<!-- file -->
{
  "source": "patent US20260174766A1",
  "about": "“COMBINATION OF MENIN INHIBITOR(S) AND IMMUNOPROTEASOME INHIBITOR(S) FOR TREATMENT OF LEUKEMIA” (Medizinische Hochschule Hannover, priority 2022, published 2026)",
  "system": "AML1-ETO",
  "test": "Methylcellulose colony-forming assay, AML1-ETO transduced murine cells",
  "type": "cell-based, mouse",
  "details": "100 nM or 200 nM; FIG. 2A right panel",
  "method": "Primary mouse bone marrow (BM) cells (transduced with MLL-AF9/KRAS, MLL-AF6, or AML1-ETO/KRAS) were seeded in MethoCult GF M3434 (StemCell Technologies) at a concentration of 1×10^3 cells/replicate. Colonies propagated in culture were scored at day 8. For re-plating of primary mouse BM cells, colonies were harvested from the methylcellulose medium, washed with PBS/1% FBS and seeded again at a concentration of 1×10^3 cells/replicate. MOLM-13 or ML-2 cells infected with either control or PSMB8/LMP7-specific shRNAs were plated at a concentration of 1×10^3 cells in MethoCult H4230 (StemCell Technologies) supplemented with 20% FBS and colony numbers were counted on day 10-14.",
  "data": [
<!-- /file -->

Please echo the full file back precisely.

{
  "source": "patent US20260174766A1",
  "about": "“COMBINATION OF MENIN INHIBITOR(S) AND IMMUNOPROTEASOME INHIBITOR(S) FOR TREATMENT OF LEUKEMIA” (Medizinische Hochschule Hannover, priority 2022, published 2026)",
  "system": "AML1-ETO",
  "test": "Methylcellulose colony-forming assay, AML1-ETO transduced murine cells",
  "type": "cell-based, mouse",
  "details": "100 nM or 200 nM; FIG. 2A right panel",
  "method": "Primary mouse bone marrow (BM) cells (transduced with MLL-AF9/KRAS, MLL-AF6, or AML1-ETO/KRAS) were seeded in MethoCult GF M3434 (StemCell Technologies) at a concentration of 1×10^3 cells/replicate. Colonies propagated in culture were scored at day 8. For re-plating of primary mouse BM cells, colonies were harvested from the methylcellulose medium, washed with PBS/1% FBS and seeded again at a concentration of 1×10^3 cells/replicate. MOLM-13 or ML-2 cells infected with either control or PSMB8/LMP7-specific shRNAs were plated at a concentration of 1×10^3 cells in MethoCult H4230 (StemCell Technologies) supplemented with 20% FBS and colony numbers were counted on day 10-14.",
  "data": [